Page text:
Nuroreiel's Drabbles

Fellowship Set
Other Characters
On the Mountain Set
Men on the Mountain Set
Other Drabbles


A Drabble for Merry

Shadowfax sprang from the stable, a swift white arrow flying towards Gondor. Merry rushed up the tower stairs to watch them disappear into the mountains. He barely felt Aragorn’s hand on his shoulder.

“The closer we are to danger, the safer we’ll be,” he murmured.

“What?” Aragorn asked.

“It’s something Pippin said to Treebeard,” Merry answered. “And now he’s going closer to danger. I hope that means he’ll be safer there.” He leaned his head against the wall. “I should be with him. How can I watch after him from here?”

“You’ll be together again.” Aragorn made it a promise.

For Frodo

I always dreamed of adventures, but it’s easier to dream than to do. Hurried packing -- I’m sure I forgot things -- and leaving at dawn. Poor Sam! He didn’t bargain for this when he snuck up to listen at my window to see if I was alright. Still, I’m glad of his company. It’s pleasant walking through the Shire, although this Thing I carry frightens me. It will be a relief to give it to Gandalf at Bree and then head back home. What’s that I hear? “Sam! Wood Elves!” Maybe a little adventuring isn’t so bad after all.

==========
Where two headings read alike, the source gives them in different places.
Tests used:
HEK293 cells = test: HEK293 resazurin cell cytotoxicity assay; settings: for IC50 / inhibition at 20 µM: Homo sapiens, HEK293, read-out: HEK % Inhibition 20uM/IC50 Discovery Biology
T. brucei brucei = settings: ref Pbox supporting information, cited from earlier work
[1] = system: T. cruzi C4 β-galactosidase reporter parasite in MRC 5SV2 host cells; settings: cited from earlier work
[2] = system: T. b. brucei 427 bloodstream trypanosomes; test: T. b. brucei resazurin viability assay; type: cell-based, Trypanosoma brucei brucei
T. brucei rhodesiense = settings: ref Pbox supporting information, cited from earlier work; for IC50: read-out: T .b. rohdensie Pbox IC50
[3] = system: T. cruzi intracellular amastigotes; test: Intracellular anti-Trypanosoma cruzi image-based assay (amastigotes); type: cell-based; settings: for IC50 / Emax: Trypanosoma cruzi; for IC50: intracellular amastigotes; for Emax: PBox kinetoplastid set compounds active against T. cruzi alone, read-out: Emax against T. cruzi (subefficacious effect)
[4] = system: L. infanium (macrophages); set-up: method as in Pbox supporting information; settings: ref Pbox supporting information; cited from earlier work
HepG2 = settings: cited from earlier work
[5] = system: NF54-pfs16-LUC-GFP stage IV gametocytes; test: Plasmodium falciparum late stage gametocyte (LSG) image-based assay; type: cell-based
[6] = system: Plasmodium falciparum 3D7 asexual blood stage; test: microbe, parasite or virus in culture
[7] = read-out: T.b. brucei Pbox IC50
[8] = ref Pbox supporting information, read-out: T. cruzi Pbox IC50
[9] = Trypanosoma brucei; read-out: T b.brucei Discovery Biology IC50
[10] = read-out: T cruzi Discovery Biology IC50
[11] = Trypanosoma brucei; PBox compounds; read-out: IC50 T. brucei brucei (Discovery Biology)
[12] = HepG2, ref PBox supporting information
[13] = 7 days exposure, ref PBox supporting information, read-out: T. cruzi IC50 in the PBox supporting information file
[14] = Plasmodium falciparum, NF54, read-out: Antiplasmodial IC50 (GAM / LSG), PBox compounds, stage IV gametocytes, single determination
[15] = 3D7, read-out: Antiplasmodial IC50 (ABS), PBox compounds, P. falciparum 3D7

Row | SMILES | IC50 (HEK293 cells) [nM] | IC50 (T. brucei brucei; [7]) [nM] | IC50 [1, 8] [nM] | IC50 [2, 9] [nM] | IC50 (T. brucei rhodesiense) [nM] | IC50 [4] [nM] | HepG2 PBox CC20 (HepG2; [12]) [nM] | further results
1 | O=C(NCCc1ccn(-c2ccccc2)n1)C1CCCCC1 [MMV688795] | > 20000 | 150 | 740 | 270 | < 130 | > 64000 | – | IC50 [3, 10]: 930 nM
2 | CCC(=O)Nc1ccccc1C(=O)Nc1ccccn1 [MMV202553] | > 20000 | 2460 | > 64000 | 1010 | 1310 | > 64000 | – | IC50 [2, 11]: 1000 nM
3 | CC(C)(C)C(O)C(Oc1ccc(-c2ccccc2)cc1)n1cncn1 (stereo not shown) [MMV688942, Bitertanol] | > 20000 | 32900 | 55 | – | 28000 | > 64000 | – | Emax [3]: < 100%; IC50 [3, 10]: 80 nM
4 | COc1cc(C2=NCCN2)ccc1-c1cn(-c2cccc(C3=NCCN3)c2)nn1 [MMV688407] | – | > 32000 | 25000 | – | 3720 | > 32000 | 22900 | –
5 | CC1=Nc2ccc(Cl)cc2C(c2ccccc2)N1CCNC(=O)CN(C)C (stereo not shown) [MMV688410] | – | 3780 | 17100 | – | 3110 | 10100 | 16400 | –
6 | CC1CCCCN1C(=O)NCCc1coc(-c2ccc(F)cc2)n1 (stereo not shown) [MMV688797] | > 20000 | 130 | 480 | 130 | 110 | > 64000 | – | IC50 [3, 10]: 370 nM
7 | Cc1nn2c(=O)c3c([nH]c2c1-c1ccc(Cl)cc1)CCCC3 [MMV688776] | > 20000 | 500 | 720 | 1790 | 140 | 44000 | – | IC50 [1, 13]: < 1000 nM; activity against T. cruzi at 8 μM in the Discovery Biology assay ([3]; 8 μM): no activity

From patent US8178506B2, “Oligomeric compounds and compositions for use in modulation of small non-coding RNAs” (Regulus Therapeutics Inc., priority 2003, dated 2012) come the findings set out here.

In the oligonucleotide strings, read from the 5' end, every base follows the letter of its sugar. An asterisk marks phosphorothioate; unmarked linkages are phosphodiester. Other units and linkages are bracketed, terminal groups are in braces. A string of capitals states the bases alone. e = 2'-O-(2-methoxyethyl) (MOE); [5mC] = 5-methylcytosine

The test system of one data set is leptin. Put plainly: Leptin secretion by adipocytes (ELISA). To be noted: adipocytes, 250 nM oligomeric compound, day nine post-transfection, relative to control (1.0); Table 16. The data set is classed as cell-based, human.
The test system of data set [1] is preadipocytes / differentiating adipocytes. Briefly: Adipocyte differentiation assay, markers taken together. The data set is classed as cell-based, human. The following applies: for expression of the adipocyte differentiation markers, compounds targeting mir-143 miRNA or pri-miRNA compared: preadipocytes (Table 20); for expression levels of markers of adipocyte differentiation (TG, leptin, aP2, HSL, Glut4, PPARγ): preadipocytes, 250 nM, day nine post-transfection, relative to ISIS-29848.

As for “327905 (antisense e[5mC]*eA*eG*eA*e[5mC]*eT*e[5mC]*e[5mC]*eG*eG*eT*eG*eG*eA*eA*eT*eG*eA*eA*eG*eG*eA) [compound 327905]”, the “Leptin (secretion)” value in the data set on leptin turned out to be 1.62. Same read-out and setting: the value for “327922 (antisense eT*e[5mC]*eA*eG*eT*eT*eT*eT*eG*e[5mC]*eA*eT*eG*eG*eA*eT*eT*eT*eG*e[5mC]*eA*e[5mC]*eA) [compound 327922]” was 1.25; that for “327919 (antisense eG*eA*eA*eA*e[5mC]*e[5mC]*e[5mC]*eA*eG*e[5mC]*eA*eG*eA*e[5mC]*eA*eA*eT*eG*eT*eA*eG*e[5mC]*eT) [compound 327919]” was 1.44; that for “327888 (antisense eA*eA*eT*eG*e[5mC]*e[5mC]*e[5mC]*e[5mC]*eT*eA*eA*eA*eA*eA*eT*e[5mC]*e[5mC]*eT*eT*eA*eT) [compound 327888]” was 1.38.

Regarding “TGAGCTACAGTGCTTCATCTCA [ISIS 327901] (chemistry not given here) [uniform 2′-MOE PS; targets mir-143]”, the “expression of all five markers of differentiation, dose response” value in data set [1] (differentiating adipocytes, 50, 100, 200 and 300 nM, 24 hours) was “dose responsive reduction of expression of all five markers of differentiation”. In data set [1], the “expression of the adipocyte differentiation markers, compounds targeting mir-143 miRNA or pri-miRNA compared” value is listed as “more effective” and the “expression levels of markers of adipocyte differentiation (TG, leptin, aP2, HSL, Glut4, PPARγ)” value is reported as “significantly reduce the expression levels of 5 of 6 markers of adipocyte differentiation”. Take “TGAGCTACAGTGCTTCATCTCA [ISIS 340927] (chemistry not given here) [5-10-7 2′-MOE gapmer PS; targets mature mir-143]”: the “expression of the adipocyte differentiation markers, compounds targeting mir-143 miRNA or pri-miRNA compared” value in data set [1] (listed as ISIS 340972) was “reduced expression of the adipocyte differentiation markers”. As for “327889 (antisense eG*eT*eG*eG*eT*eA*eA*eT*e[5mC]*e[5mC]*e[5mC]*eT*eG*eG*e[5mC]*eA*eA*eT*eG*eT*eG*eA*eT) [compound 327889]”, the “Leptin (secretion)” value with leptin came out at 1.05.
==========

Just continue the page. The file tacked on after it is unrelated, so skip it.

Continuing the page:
For Pippin

Pippin sighed and leaned against his chosen pillar. He wondered how long the Council was going to take. He was getting hungry. Merry had bet that Gandalf would take the Ring, but Pippin bet on Strider - there was something about the mysterious Ranger …

Now they were all shouting and suddenly one voice raised above the others. “I will take the Ring!” Frodo??? And Sam was going with him? With one look at each other Pippin and Merry jumped out of their hiding places to join them. Pippin, wishing he’d paid closer attention, smiled, “Great! Where are we going?”

For Boromir:

Slash! Parry! Duck! Stab! Close quarters fighting hard work, but I prefer this to sneaking around in the darkness. Oh no, the cave troll is in! Grab the chain - don’t let it step on the halfling! Now Sam’s safe, but my hand is tangled in the chain and the troll is turning. Dodge, but just a second late, and I’m suddenly half way across the room, seeing stars. Where’s my sword? Suddenly the orc behind me is fixed through - with my sword! Great throw Aragorn! A brief nod and we’re back to our fighting. I’ll thank him later.

For Aragorn:

Gandalf forgot his concern about Bilbo during the party. It was such fun celebrating with the Hobbits. They truly enjoyed the simple things in life, not worried about the doings of the Big Folk. Watching the children chase his firework butterflies made his quiet work protecting them worthwhile. Suddenly there was a loud whoosh and a rocket shot up into the air. Gandalf recognized it immediately and stood alone as the frightened halfings dove for cover from the fiery dragon. Someone was going to get into trouble for that stunt and he had a pretty good idea who that was!